The Supreme Court should have granted that branch of the defendant's motion which was for summary judgment dismissing the cause of action alleging violations of the NYSHRL. In support of its motion, the defendant submitted the medical documentation that the plaintiff provided the defendant when she returned to work following her surgery, which indicated that she was cleared for work "without restrictions." This evidence established, prima facie, that the plaintiff did not suffer a disability requiring any accommodation at the time her employment was terminated (see Matter of Delta Air Lines v New York State Div. of Human Rights, 91 N.Y.2d 65; Caban v New York Methodist Hosp., 119 A.D.3d 717, 718; cf. Matter of Levi v Lauro, 58 A.D.3d 851, 852). In addition, the defendant met its burden of offering a legitimate, nondiscriminatory reason for terminating the plaintiff's employment and demonstrated that there were no material issues of fact as to whether those explanations were pretextual (see Forrest v Jewish Guild for the Blind, 3 N.Y.3d 295, 305; Moise v Uptown Communications & Elec., Inc., 134 A.D.3d 782, 782-783; Singh v Covenant Aviation Sec., LLC, 131 A.D.3d 1158, 1159-1160; Furfero v St. John's Univ., 94 A.D.3d 695, 697). In opposition to this showing, the plaintiff failed to raise a triable issue of fact, inter alia, as to whether the defendant's proffered explanations for the termination of her employment were merely pretextual (see Singh v Covenant Aviation Sec., LLC, 131 A.D.3d at 1160; Furfero v St. John's Univ., 94 A.D.3d at 698; Hawkins v City Univ. of N.Y., 66 A.D.3d 553, 554).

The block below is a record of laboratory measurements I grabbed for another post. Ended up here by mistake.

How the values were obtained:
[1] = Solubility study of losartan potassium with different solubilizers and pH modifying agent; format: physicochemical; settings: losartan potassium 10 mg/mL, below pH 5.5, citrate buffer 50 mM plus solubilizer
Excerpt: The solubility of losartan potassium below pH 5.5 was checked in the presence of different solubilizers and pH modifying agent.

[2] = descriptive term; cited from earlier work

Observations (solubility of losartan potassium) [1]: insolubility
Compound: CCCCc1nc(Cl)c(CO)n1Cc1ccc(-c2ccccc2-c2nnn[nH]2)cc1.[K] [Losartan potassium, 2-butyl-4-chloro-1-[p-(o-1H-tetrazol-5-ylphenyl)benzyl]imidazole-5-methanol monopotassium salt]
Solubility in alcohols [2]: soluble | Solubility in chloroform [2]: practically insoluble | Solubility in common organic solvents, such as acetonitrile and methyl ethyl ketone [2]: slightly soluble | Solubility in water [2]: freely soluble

The Supreme Court also should have granted that branch of the defendant's motion which was for summary judgment dismissing the cause of action alleging violations of the NYCHRL. In that regard, the defendant made a prima facie showing that there is no evidentiary route that could allow a jury to believe that discrimination played a role in its challenged actions (see Moise v Uptwon Communications & Elec., Inc., 134 A.D.3d at 783; Reyes v Brinks Global Servs. USA, Inc., 112 A.D.3d 805, 806; Cenzon-Decarlo v Mount Sinai Hosp., 101 A.D.3d 924, 927; Furfero v St. John's Univ., 94 A.D.3d at 698; Bennett v Health Mgt. Sys., Inc., 92 A.D.3d 29, 45). In opposition, the plaintiff failed to raise a triable issue of fact (see Reyes v Brinks Global Servs. USA, Inc., 112 A.D.3d at 806).

         Further, the Supreme Court should have granted that branch of the defendant's motion which was for summary judgment dismissing the cause of action based on testimony its employees gave before the New York State Department of Labor, as the testimony at issue was absolutely privileged (see generally Wiener v Weintraub, 22 N.Y.2d 330, 332-333; Phillip v Sterling Home Care, Inc., 103 A.D.3d 786, 787; Ashe v Mohawk Val. Nursing Home, 262 A.D.2d 960, 961).

         Accordingly, the Supreme Court should have granted the defendant's motion for summary judgment dismissing the complaint. For the same reasons, the plaintiff's motion for summary judgment on the causes of ...